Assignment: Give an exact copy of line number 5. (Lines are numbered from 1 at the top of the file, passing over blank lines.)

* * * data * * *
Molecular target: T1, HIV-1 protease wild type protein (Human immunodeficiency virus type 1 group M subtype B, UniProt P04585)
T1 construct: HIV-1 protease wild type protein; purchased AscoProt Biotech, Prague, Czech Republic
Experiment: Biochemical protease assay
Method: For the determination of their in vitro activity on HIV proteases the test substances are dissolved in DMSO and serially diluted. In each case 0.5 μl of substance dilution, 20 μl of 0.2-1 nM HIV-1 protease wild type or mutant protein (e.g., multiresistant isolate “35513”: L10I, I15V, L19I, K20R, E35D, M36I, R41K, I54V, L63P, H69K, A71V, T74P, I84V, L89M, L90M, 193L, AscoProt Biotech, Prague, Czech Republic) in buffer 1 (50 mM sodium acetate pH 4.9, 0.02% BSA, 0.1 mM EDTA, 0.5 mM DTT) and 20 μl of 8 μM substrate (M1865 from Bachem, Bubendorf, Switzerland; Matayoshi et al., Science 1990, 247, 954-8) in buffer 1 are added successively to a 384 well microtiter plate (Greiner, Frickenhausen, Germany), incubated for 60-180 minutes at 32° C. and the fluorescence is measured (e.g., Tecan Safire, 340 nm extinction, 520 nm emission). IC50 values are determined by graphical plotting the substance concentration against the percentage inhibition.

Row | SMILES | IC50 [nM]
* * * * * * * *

Row | SMILES | IC50 [nM]